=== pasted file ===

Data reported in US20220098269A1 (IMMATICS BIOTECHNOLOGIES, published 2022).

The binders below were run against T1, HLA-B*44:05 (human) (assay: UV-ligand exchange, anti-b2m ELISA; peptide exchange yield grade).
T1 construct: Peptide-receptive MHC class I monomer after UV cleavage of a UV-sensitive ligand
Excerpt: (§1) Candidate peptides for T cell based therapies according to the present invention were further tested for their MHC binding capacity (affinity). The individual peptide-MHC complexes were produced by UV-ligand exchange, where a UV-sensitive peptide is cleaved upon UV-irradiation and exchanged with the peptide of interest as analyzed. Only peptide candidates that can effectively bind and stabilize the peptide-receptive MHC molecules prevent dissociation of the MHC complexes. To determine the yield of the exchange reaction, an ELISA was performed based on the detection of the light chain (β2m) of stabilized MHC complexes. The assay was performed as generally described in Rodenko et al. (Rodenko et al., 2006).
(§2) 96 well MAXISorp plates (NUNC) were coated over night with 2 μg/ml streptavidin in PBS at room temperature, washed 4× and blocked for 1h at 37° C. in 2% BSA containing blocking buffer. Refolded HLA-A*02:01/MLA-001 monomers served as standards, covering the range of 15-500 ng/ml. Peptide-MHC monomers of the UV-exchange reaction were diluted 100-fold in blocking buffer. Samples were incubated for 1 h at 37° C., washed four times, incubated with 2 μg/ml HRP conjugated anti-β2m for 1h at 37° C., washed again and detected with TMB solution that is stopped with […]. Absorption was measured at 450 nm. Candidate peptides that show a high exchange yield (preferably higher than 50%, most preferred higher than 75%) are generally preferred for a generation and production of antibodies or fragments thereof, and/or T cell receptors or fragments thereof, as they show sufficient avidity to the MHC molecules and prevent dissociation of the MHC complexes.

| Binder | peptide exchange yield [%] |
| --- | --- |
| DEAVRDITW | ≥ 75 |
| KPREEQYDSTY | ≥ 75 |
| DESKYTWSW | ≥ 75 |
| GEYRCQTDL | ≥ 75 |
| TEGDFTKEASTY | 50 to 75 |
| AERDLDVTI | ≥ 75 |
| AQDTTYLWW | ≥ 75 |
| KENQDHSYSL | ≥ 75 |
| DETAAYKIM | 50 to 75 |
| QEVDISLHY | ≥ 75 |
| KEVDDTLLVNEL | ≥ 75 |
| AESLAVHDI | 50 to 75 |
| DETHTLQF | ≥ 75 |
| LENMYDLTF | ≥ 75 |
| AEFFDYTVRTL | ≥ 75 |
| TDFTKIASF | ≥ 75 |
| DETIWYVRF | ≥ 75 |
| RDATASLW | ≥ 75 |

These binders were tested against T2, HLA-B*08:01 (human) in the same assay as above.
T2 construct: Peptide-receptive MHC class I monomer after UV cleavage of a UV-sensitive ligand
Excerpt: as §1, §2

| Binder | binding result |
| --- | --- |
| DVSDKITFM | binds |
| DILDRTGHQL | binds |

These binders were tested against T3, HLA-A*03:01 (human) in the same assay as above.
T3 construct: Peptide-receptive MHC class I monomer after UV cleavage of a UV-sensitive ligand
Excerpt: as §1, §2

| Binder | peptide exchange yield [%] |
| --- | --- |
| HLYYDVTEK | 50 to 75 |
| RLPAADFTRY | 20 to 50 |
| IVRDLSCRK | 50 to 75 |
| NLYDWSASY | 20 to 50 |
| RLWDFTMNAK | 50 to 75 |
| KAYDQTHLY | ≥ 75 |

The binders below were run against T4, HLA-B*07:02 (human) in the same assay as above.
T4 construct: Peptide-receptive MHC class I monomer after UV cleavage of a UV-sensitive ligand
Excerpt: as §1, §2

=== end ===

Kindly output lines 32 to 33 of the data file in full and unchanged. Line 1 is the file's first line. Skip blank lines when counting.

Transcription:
| DILDRTGHQL | binds |

These binders were tested against T3, HLA-A*03:01 (human) in the same assay as above.